In the recent decision, Air Canada and Gentile-Patti, 2021 QCTAT 5829 [Gentile-Patti], Quebec’s Administrative Labour Tribunal (the “Tribunal”) held that an employee was entitled to compensation for suffering an occupational injury while working from home. The Tribunal ruled that while the employee injured herself on her lunch break, this period was connected to her work, resulting in the injury being classified as a workplace injury.
Background of the Employee’s Injury
The employee, Alexandria Gentile-Patti, was working from home as a customer service agent for the employer, Air Canada. While on her lunch break, the employee lost her footing on the stairs in her home and fell, injuring herself. The employee successfully filed a claim with the Commission des normes, de l’équité, de la santé et de la sécurité du travail (“CNESST”), Quebec’s labour standards, pay equity and workplace health and safety board, for the injuries she sustained from the fall.
The employer appealed CNESST’s decision to the Tribunal, arguing that the employee’s fall was not an occupational injury because she fell at home during a personal activity, after she had disconnected from her work computer.
The Tribunal’s Decision
The Tribunal disagreed with the employer, holding that the employee’s fall met the definition of a “work accident”, as it was an unforeseen and sudden event that occurred in the course of work. As such, the employee was entitled to workers’ compensation.
In its decision, the Tribunal considered various factors, including: the location of the employee’s injury; the timing of the injury; and the activity the employee was engaged in when she was injured.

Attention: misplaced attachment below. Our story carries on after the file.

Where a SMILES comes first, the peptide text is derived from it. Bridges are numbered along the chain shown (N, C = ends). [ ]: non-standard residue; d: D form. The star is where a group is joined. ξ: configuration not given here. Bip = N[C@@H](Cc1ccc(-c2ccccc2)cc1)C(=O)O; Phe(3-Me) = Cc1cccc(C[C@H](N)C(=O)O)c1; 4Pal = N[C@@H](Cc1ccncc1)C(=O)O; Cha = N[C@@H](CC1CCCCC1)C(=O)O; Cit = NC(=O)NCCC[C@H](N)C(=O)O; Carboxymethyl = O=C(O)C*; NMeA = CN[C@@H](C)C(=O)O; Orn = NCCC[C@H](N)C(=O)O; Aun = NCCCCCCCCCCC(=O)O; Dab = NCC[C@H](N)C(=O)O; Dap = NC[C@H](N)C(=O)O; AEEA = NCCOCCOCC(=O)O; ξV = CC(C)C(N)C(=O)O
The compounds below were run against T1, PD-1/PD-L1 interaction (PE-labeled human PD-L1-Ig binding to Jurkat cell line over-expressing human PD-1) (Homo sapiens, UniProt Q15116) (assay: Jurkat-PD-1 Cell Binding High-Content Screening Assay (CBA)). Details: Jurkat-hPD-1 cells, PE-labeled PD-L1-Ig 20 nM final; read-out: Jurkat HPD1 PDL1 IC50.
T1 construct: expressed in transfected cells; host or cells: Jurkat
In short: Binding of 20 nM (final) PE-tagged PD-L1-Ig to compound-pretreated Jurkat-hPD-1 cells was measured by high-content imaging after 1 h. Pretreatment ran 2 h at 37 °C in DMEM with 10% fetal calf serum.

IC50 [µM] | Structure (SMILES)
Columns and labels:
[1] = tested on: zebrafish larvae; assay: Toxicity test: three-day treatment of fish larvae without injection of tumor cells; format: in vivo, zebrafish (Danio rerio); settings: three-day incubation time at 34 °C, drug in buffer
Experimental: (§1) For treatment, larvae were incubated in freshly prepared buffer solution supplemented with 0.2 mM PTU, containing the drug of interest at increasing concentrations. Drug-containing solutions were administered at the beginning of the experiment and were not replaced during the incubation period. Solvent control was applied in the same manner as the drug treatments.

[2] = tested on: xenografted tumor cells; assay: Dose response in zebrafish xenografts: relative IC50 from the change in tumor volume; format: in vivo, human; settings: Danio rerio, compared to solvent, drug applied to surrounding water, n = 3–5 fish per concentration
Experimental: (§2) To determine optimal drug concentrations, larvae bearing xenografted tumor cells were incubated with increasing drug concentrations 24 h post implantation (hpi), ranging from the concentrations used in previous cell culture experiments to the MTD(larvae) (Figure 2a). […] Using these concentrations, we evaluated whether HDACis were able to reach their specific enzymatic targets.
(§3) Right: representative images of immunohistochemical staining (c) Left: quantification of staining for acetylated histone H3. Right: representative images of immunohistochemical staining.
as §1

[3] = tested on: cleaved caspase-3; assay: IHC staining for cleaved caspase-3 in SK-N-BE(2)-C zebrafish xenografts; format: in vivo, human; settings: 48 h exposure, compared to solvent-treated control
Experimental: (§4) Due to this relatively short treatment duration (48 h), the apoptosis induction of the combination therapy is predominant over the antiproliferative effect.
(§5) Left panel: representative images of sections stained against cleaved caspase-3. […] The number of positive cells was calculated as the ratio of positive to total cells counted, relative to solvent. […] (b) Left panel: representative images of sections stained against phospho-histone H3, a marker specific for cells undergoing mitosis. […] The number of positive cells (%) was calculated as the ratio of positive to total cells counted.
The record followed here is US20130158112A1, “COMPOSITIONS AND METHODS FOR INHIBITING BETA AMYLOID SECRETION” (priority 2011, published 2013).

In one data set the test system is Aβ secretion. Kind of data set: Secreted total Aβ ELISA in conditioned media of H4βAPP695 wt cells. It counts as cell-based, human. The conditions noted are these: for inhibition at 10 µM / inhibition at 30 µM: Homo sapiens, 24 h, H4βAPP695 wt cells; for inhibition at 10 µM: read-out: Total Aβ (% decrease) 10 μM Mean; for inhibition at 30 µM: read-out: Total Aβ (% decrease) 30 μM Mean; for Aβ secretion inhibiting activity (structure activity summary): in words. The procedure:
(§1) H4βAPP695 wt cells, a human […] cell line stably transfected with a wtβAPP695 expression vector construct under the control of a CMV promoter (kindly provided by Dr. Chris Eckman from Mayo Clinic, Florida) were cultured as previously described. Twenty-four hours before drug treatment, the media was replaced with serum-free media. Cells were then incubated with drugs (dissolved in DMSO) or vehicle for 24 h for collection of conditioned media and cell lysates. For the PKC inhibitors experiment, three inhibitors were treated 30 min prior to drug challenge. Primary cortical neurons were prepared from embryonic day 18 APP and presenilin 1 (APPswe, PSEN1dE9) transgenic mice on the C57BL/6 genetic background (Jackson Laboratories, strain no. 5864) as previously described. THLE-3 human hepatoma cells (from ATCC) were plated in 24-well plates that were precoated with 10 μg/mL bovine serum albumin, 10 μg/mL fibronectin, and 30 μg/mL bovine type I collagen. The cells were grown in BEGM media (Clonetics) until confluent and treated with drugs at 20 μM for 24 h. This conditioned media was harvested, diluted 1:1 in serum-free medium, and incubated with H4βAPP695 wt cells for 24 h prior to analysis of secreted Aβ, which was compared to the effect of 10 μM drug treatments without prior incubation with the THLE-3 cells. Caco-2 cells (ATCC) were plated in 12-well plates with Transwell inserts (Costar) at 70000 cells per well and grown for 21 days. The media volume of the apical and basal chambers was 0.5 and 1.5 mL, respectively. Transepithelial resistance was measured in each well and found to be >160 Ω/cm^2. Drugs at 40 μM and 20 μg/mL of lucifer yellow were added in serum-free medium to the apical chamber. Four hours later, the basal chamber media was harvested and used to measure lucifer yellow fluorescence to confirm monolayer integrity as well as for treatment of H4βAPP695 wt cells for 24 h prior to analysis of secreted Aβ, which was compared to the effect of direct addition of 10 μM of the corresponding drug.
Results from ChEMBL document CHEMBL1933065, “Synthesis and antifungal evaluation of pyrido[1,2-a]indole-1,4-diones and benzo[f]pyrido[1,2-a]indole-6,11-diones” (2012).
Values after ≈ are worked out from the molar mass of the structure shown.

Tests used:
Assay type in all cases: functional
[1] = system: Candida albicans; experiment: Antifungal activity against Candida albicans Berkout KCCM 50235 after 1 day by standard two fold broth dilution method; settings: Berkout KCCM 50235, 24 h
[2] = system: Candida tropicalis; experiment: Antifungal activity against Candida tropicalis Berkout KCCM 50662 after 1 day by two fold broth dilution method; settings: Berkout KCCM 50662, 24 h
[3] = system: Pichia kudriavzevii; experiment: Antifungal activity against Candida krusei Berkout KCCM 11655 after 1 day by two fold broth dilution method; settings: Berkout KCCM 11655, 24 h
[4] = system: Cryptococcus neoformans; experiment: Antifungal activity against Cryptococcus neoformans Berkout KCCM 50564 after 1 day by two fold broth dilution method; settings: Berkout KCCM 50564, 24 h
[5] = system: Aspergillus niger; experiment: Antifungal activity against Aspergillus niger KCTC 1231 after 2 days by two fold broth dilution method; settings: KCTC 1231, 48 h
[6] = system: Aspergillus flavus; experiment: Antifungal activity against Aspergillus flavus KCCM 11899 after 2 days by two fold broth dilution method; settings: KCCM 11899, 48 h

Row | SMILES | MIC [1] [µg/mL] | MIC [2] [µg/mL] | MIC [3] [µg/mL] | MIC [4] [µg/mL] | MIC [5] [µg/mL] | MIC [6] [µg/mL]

The Tribunal found that employees working from home must benefit from the same legal protection as employees who perform their duties on the employer’s premises. In this case, the employee was at her home during the set work hours specifically for the purpose of carrying out her duties. Her home, for all intents and purposes, was her workplace.
The Tribunal further stated that a temporal link existed between the employee’s injury and her work, despite the fall occurring during her lunch break. In this regard, the Tribunal noted that the employee was required to follow a precise schedule established by the employer, which permitted the employee to take breaks at a set time. Moreover, there could be no concept of a “break” if such a period was not connected to the employee’s work. The Tribunal also noted that the fall occurred moments after the employee disconnected from her computer.
It was unnecessary in this case to consider whether eating lunch was a work-related or personal activity, given that the fall did not occur while she was eating lunch, but when she was on her way to have lunch.
Finally, in response to the employer’s argument that it has no control over maintaining the safety of the employee’s home, the Tribunal noted it was not examining the employer’s health and safety obligations in its review of CNESST’s decision granting compensation for the employee’s occupational injury.
Takeaways for Employers
While Gentile-Patti is not binding in other provinces and territories, the factors considered by the Tribunal are similar to the factors considered by other Canadian worker compensation boards, and the case is therefore likely persuasive elsewhere in Canada.
For instance, in determining whether an accident occurred in the course of employment, the Worker Safety and Insurance Board in Ontario also considers factors such as the place of the injury, the timing of the injury, and nature of activity in relation to the injury and the workplace. As such, Gentile-Patti provides insight into how other Canadian worker compensation boards may approach entitlement to compensation for occupational injuries sustained while working from home, regardless of whether an employee is performing a work task.
While Gentile-Patti did not address employer health and safety obligations, under Ontario’s Occupational Health and Safety Act, employers are required to take every reasonable precaution in the circumstances to protect their employees, including employees working from home. As the continued risk of COVID-19 has necessitated the transition to remote work, it is important for employers to continue to comply with their health and safety obligations, regardless of where their employees are working. Any failure to comply with the obligations under relevant health and safety legislation may attract significant damages and would be dealt with under an entirely different legislative scheme than workers’ compensation.